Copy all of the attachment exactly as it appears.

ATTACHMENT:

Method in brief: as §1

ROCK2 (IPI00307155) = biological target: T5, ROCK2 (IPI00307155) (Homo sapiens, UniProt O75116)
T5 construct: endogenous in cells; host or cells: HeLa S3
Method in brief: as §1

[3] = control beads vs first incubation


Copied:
Method in brief: as §1

ROCK2 (IPI00307155) = biological target: T5, ROCK2 (IPI00307155) (Homo sapiens, UniProt O75116)
T5 construct: endogenous in cells; host or cells: HeLa S3
Method in brief: as §1

[3] = control beads vs first incubation